Smith also set up an audio recording which captured what transpired. After breaking a window, Brady came down the basement stairs and was shot two times. Smith was then heard saying, "You're dead," before firing a third shot into his face. He then put Brady's body on a tarp and moved him to another room. 

Moments later, Smith wounded and then killed Kifer execution-style with a shot under her chin.

The Washington Post published a full recounting of the audio recording of the murders. It is as chilling as it gets. 

Hannity does object to the fact that the murderer called the victims "vermin" but otherwise he apparently thinks the following is a normal comment from a citizen exercising his constitutional right to self-defense:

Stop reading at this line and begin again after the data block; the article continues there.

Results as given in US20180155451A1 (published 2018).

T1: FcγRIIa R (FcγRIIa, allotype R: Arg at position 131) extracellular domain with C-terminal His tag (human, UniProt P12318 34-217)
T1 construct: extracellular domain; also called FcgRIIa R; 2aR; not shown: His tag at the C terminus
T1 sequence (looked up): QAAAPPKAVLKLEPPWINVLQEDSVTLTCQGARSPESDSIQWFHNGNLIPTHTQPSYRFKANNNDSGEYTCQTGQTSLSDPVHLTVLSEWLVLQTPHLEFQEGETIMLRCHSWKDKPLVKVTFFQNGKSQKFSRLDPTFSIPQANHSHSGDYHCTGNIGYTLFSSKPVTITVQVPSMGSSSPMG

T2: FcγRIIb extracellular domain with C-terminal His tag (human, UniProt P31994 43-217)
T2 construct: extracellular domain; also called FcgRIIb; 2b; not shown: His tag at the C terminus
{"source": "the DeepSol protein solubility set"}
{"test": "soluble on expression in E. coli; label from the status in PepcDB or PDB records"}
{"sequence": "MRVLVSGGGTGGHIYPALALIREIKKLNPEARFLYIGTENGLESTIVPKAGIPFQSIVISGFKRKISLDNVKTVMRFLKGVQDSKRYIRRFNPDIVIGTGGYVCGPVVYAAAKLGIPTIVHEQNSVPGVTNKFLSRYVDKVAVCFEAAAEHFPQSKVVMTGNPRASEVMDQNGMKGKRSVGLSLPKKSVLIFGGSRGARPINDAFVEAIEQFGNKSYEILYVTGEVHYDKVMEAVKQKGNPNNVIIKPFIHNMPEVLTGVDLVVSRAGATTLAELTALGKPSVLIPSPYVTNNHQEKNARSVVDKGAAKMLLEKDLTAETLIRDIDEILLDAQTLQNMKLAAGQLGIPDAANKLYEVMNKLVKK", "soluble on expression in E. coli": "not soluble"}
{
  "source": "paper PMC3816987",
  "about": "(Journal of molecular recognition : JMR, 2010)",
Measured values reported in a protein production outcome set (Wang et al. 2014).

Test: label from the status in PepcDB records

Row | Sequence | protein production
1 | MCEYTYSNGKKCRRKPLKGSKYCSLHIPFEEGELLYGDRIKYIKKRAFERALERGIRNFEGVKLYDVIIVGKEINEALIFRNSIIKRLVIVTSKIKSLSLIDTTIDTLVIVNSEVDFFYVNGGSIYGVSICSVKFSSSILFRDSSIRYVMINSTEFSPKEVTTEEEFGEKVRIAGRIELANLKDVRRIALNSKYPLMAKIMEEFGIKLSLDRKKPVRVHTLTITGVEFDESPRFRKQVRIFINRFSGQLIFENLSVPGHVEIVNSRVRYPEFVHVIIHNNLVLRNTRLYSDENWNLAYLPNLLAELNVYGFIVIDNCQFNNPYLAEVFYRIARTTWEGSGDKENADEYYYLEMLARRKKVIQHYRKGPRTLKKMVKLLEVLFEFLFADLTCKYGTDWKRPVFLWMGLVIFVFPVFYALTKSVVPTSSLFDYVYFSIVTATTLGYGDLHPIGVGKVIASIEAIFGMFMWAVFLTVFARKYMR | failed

"I felt like I was cleaning up a mess. Not like spilled food, not like vomit. Not even like ... not even like diarrhea. The worst mess possible and I was stuck with it.."

One of his guests put up a mild objection while another claimed, "The guy should get a medal of freedom for what he did." Geraldo Rivera objected to the execution style coup de grâce but admitted that he would have shot them too, after which Hannity happily exclaimed, "You're becoming a right winger!" And then they all shared a hearty laugh about the whole thing.